I'm from Chicago. I'm not New England centric at all. I don't think this census is that accurate. I don't believe that Germans outnumber "Colonials" I guess you could call us in America for a second. We've been here for over 400 years multiplying from a decent number back then. That's almost half a millenium.

How many Germans migrated to America? Maybe 5 million by the early 1900s? Wouldn't the Americans of colonial descent pretty much have to had less than a population of 5 million at that same time to be outnumbered today?

Last edited by lobsta; 04-28-2013 at 05:13 PM..
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Old 04-28-2013, 05:27 PM
 
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In the 1900 census there were 8 million Americans either born in Germany or had at least one parent born in Germany. Again, that doesn't include the third generation descended from mid-19th century immigration, those of colonial German stock or Volga Germans from Russia but even with all of them included it's difficult to believe the German origin population was more than 15 million out of 76 million. There had to be around 25 million of English ancestry at the time if you include colonial stock, 19th century English immigrants and their descendants and a good number of Canadians.
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Old 04-29-2013, 02:38 PM
 
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Something we often forget is that most African Americans are racially mixed. According to the PBS series African American Lives, the most common "non-black" mix is English and Scots-Irish but like white people who have deep colonial ancestries it's difficult to know and identify with it. Scientific analysis indicates that African Americans have about 1417.7% of their ancestry from Europeans. Native Americans also have an unknown pencentage of European blood, mostly from colonial era.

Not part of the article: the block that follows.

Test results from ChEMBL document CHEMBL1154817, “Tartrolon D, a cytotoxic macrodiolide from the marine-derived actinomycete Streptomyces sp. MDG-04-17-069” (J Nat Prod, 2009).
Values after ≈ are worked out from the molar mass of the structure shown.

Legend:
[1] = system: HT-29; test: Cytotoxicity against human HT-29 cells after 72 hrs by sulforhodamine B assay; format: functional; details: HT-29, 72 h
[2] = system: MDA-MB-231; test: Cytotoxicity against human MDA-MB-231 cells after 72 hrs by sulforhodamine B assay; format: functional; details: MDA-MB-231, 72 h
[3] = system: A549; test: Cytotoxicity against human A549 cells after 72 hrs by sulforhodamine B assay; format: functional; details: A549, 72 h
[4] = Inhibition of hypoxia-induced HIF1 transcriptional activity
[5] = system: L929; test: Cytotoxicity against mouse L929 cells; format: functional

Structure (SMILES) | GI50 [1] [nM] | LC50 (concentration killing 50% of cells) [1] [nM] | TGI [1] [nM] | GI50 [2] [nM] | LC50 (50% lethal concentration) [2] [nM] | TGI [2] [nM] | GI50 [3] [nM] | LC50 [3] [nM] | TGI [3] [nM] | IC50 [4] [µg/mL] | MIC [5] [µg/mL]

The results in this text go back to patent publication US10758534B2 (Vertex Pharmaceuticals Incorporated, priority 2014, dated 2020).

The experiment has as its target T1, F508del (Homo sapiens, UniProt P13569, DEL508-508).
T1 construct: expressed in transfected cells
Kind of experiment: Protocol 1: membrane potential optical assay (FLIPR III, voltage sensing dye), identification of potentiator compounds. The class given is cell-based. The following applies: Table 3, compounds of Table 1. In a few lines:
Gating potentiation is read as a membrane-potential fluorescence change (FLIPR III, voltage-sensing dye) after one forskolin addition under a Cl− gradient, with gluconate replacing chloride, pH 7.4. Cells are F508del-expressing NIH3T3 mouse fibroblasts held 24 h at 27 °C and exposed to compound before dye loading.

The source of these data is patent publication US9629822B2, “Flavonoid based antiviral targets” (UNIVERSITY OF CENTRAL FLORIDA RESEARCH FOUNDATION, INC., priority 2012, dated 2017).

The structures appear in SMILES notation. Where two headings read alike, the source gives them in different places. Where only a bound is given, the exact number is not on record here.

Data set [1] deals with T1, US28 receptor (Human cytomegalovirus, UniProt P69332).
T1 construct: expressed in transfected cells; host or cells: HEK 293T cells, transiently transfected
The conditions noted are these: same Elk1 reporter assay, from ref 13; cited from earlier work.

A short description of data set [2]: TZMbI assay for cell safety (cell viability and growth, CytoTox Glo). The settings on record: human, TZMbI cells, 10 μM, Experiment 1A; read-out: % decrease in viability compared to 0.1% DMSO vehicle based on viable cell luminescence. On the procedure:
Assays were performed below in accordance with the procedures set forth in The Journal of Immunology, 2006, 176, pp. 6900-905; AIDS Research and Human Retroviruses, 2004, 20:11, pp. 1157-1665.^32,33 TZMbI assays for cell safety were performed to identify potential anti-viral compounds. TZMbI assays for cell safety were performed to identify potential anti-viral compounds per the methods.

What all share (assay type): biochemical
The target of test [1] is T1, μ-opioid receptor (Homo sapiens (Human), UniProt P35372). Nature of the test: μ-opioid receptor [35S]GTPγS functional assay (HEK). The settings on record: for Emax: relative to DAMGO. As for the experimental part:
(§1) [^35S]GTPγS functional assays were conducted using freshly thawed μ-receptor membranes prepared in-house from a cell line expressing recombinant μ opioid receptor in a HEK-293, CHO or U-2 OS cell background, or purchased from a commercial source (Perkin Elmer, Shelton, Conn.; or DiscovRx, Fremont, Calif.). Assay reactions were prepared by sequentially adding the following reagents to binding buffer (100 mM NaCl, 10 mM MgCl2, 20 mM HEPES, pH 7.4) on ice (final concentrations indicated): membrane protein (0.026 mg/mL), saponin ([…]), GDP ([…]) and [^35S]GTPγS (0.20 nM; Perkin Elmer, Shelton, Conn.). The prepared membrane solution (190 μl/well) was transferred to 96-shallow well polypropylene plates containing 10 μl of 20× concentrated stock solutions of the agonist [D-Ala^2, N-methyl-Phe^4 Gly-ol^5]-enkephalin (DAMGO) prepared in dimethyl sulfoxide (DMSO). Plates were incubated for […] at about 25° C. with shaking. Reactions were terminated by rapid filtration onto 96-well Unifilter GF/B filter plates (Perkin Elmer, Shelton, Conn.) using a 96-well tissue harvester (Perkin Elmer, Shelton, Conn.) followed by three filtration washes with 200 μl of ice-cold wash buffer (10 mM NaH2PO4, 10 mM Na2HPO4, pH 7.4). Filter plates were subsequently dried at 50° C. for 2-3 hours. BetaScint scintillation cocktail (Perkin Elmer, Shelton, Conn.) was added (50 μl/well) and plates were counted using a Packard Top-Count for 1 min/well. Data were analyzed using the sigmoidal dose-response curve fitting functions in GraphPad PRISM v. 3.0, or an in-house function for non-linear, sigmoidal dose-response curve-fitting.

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Old 08-16-2013, 08:46 AM
 
Location: Northampton, Mass.
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I do a fair amount of genealogical research, esp. in the northeastern states. I would say German probably outranks true English ancestry (if you're counting just those that came to America from England itself, not Ireland, Scotland, etc.).
Like the Irish, Germans came and settled in the millions in the mid 1800s, largely settling in the mid-west---it sees the pockets you find on the east coast are from earlier pre-1800 groups, IMHO.

Most of the people who came during the American colonial period to the southern and mid-Atlantic states were of Scot-Irish origin, with some pockets of Dutch, French, English, etc. In New England most of the early European settlers came from England or Scotland.
I can trace most of mine in Massachusetts and Conn. to the 1600s, having come from southern England or Scotland. Another line came from Ireland in 1813 to Maine (which is odd due to the war at that time).
In coastal South Carolina there were some groups from Germany which settled c.1730-1740, mostly Lutherans. One of my friends here is descended from that group.

Someone mentioned Germans and New England: a few small groups did settle in southern Maine in the mid-1700s, near what is now Mount Vernon, Maine; some did at Lunenburg, Nova Scotia around that time as well. The points of origin for the European settlers are more numerous and interwoven than many would believe. And that is just of those who came before the Revolution.
But once immigration soared in the early 19th century, millions came here from Germany, Ireland, Italy...I would say all that would outnumber the amount that had come earlier from England itself or Scotland at any time.
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Old 08-16-2013, 09:03 AM
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Location: Long Island / NYC
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Originally Posted by eschaton View Post
You have a very New England centric view, no offense.

I was born in southeastern Pennsylvania, but grew up in New England. My surname is German, and I'm around half German - almost all of which was from the mid 19th to early 20th century and easy to trace. Growing up in New England, everyone assumed I was Jewish, because Jews tended to be the only people with German surnames. Elsewhere I've lived, people haven't made this assumption, because in the Mid-Atlantic and the Midwest, there are tons of people of German descent everywhere.
Well if downstate NY counts as mid-Atlantic, you'd can get the same assumption in the mid-Atlantic, because Jewish is far more common than German ancestry there.